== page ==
You arrive in a new city on a rainy day and check into your top floor hotel room, only to find the roof is leaking.
When the receptionist comes to check, he looks up and says, “I don’t see what the problem is, madam. There is clearly more roof than holes on average.”
This has a striking resemblance to the recent FATF report.
The new report on the United States by the global anti-money laundering body known as the Financial Action Task Force or FATF has a number of positive findings.
The report notes the good coordination and extensive use of financial intelligence by U.S. authorities. It also rates as effective the investigation, prosecution and sanctioning of money-laundering, as well giving high marks to international cooperation by the U.S. with other countries. The U.S. achieves over 1,200 convictions a year and aggressively pursues high level confiscation in large and complex cases.
However, the report finds significant weaknesses, with the most important being related to gaps in access to information on the ultimate owners of companies (beneficial owners).
We have repeatedly pointed out this gap, including when we discussed these issues with the FATF secretariat and the peer review team when they conducted their on-site visit in the U.S., earlier this year. As is becoming widely recognized, especially following the Panama Papers, anonymously-held companies play a major role in furthering corruption and crime. As they allow corrupt politicians and other criminals to hide, transfer and enjoy their illicitly obtained wealth, they fuel abuses of power and exacerbate a culture of impunity.
FATF warns that the weaknesses regarding beneficial ownership information undermine the effectiveness of preventive and supervisory measures by the U.S., and negatively impact financial institutions and other businesses and professions in their efforts to tackle money laundering. The FATF findings are similar to our own research released this time last year which showed that the U.S. scored among the lowest of all G20 countries for its beneficial ownership legal framework, assessed as “weak.”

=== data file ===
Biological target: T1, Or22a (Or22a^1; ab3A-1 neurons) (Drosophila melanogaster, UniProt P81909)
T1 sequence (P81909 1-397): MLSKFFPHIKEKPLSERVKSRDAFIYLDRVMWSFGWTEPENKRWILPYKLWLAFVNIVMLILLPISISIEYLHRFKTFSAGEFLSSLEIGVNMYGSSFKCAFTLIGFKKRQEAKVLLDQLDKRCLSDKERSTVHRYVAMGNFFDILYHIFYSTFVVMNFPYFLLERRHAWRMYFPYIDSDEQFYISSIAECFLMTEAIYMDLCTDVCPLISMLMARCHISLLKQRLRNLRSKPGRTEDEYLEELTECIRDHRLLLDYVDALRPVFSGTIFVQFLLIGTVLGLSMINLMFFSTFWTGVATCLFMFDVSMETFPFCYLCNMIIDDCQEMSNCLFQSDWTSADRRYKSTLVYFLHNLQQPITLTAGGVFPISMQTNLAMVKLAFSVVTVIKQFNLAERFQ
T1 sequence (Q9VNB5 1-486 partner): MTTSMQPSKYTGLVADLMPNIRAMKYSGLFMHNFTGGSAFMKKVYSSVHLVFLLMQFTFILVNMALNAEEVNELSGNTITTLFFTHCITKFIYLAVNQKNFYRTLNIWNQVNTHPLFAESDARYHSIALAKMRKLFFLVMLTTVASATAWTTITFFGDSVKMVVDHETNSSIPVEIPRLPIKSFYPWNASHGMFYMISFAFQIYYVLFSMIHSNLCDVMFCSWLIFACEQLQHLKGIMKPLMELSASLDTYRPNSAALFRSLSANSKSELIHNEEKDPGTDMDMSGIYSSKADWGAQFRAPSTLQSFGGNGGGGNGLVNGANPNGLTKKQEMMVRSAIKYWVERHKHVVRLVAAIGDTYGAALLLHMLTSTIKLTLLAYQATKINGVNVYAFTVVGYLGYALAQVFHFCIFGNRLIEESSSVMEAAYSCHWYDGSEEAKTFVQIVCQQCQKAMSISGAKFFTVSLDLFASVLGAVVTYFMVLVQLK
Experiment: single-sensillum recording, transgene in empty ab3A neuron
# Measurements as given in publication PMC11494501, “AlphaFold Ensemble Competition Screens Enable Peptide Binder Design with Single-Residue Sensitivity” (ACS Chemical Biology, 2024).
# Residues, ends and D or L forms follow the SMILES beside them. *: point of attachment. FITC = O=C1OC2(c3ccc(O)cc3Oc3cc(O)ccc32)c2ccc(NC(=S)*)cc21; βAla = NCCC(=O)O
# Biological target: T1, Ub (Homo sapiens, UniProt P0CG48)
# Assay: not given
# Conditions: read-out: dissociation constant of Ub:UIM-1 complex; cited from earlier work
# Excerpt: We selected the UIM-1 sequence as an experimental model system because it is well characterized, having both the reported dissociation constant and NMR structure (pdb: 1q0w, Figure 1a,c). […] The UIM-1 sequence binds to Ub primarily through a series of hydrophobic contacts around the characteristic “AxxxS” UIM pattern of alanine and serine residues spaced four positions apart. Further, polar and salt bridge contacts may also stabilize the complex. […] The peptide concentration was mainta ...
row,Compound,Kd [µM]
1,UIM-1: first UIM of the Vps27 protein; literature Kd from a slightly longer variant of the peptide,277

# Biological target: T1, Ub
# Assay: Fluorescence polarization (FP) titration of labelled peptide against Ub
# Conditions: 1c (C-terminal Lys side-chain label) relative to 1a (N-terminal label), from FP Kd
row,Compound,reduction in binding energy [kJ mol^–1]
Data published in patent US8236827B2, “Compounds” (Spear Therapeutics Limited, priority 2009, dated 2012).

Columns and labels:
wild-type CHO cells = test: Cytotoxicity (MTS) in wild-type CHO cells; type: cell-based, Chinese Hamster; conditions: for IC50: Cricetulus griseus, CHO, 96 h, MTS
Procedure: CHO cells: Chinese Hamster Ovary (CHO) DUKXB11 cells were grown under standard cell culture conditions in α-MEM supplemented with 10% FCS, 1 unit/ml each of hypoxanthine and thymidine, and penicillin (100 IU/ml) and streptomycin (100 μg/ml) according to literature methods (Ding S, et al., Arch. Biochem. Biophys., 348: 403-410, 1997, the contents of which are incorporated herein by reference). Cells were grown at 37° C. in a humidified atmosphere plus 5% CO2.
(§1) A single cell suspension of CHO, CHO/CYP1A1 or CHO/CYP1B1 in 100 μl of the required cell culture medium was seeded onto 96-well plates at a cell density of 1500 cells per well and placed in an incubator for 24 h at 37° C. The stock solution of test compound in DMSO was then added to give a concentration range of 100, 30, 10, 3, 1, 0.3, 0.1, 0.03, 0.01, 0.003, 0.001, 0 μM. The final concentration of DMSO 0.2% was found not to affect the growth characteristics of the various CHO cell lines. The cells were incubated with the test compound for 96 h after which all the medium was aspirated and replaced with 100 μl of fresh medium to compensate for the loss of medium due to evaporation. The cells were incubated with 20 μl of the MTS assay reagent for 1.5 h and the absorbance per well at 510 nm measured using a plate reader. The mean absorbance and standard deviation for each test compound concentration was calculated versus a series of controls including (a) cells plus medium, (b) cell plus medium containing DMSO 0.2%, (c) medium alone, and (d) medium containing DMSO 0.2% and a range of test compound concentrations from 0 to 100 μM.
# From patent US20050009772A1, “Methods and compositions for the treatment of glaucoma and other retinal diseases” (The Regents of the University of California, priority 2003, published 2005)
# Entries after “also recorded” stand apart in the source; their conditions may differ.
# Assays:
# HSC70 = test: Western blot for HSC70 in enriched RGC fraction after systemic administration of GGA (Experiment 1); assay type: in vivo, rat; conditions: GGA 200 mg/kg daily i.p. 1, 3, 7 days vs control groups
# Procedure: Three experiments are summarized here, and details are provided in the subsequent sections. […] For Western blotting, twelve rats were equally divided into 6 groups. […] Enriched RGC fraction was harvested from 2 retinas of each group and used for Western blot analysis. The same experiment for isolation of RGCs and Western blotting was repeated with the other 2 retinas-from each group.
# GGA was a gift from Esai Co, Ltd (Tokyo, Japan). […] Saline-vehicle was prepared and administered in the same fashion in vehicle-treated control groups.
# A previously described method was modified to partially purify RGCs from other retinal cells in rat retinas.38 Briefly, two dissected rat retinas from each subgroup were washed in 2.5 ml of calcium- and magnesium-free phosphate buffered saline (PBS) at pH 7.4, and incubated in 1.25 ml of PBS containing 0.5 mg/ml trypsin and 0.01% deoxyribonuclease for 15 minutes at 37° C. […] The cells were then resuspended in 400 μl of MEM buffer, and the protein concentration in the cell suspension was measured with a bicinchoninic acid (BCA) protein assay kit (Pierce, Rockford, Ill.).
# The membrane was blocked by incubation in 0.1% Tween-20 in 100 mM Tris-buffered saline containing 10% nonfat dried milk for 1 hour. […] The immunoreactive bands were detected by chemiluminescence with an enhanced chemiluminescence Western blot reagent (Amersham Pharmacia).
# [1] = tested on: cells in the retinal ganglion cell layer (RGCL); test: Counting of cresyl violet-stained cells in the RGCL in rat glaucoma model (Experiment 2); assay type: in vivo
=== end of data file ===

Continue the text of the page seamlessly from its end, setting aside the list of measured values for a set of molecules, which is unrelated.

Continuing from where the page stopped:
Additionally, FATF is critical of the weak supervision and limited anti-money laundering program requirements for gatekeepers such as company service providers and the real estate sector. In the U.S., the use of real estate as a vehicle for money laundering is well known. Nearly half of the most expensive residential properties in the United States are now purchased anonymously through shell companies.
In order to prevent dirty money from entering the U.S., gatekeepers, such as the real estate industry, need to conduct due diligence into buyers’ identities and the sources of their funds. While the U.S. has made some progress in collecting beneficial ownership information for high-end real estate in some markets, what is really needed is to put an affirmative obligation on the real estate sector to conduct customer due diligence.
Echoing repeated calls by civil society organizations such as Transparency International USA, FATF recommends stronger requirements for identifying beneficial owners, and extending legal anti-money laundering requirements to gatekeeper sectors.
The ball is now in the court of U.S. authorities. Will they take the measures needed to plug the gaps?
Shruti Shah is a contributing editor of the FCPA Blog. She’s Vice President of Programs and Operations at Transparency International-USA. She can be contacted here.
Max Heywood is an advocacy coordinator at Transparency International secretariat in Berlin. Before joining TI he worked as a researcher for the Economics Institute of the Cordoba Exchange in Argentina. He can be contacted here.